Both the House and Senate approved President Barack Obama’s $3.4 trillion spending plan on his 100th day in office, but largely along party lines.

The House voted 233 to 193, and the Senate passed the bill by a 53 to 43 margin. No Republicans voted for the bill, and 17 House Democrats and four Senate Democrats voted against it.

However, passage of the budget was a major victory for Obama on a key milestone day in his term. “This budget was hugely important to the president,” said Senate Budget Committee Chairman Kent Conrad (pictured), D-N.D. “This is the starting point for everything he wants to do.”

The plan includes billions in new spending on health care reform, education funding and clean energy. It also includes fast-track authority through a “reconciliation” process that allows health care legislation to be passed without a filibuster-proof majority. However, that same authority was not granted to votes on controlling greenhouse gas emissions via a cap-and-trade system.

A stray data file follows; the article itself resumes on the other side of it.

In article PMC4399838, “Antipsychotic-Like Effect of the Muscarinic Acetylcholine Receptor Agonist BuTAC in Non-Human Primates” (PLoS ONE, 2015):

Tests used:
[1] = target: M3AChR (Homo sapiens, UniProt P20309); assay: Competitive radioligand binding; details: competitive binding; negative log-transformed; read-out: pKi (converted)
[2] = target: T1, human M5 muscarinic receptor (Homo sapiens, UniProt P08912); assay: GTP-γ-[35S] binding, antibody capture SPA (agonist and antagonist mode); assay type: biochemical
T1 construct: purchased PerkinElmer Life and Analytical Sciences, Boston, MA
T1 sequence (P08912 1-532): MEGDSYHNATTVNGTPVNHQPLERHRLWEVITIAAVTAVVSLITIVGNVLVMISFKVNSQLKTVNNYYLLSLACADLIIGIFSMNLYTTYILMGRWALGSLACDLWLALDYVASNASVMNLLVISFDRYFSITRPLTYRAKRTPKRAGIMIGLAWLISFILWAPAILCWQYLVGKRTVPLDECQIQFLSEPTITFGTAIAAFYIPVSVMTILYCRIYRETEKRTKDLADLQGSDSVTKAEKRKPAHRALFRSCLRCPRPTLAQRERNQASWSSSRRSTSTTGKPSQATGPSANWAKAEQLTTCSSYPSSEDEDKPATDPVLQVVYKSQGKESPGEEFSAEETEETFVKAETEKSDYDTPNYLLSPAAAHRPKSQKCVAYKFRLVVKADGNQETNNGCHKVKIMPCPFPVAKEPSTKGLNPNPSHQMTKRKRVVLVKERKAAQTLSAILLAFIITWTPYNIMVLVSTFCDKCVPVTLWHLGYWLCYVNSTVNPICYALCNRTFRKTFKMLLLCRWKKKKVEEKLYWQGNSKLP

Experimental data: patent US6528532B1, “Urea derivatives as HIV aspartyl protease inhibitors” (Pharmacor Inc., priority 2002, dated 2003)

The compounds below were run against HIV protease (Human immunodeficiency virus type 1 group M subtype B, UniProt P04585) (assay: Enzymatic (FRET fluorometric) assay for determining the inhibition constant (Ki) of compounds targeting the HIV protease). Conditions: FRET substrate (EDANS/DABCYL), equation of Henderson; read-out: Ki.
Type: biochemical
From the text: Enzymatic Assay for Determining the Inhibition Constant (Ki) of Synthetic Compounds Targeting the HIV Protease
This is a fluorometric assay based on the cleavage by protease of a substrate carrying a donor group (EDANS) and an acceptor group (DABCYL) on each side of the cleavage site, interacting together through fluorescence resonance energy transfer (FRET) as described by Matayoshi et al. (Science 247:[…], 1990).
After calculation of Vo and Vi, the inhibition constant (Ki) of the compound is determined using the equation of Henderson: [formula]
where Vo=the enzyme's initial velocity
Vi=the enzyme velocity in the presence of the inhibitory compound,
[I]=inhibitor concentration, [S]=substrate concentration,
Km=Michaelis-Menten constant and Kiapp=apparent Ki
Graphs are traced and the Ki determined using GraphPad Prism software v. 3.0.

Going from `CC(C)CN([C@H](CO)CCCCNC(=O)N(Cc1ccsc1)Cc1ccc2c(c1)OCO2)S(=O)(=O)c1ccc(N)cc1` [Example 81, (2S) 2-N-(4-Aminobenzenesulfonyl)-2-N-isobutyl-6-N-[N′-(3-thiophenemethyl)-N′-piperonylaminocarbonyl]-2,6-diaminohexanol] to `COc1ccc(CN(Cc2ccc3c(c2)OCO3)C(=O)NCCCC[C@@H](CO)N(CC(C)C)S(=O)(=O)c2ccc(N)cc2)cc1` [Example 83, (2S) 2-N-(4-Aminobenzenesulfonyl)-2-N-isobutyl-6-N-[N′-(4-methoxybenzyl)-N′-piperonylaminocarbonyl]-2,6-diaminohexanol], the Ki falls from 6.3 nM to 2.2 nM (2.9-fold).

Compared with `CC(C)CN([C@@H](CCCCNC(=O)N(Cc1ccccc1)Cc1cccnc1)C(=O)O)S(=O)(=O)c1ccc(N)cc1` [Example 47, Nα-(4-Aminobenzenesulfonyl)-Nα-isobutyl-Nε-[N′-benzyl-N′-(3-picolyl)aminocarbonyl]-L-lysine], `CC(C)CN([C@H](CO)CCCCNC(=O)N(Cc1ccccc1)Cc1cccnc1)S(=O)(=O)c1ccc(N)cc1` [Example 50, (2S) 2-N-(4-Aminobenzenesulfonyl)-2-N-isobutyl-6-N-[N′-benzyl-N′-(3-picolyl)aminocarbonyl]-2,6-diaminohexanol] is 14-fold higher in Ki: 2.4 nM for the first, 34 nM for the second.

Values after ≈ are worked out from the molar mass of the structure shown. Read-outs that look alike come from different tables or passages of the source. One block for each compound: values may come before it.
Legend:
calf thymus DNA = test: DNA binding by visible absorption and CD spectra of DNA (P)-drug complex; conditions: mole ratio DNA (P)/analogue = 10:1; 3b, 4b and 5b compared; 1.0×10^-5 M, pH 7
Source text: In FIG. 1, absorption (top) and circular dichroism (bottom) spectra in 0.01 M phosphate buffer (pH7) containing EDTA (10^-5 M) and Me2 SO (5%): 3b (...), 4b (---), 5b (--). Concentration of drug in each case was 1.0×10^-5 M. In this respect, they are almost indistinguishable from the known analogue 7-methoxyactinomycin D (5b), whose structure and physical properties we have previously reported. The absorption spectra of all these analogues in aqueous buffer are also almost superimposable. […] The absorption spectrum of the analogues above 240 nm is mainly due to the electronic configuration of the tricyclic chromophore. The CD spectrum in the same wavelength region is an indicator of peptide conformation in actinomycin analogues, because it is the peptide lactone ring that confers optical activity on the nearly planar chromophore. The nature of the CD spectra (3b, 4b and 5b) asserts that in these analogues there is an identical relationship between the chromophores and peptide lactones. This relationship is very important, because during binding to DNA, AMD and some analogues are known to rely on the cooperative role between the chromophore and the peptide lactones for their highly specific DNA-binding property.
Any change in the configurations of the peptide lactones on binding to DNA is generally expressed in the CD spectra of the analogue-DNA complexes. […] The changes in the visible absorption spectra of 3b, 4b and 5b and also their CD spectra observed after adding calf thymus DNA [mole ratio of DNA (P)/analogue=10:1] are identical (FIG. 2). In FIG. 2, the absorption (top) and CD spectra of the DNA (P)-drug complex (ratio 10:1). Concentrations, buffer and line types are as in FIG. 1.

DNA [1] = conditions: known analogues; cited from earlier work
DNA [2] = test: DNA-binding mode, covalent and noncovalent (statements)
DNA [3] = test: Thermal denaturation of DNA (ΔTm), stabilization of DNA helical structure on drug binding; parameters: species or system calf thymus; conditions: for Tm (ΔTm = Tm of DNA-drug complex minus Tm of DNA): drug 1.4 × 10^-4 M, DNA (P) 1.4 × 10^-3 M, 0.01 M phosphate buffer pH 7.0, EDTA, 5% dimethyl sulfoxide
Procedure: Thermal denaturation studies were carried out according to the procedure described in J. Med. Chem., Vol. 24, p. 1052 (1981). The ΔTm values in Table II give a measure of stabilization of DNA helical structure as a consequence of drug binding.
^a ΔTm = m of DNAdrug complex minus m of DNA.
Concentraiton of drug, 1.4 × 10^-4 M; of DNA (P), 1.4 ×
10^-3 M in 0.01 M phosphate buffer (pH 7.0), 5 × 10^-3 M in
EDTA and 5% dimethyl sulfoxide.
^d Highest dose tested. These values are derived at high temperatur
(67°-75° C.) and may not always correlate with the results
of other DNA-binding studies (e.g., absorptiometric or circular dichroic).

The bill also compromises on tax reform, providing for Obama’s signature tax program, the “Making Work Pay” refundable tax credit, only through 2010 unless it is paid for with other revenue offsets.

The bill includes $764 billion in tax cuts, according to Reuters, and freezes the estate tax at the current rate of 45 percent, making the first $3.5 million free for individuals and $7 million for married couples. The Bush tax cuts for taxpayers making over $250,000 per year would expire at the end of 2010.

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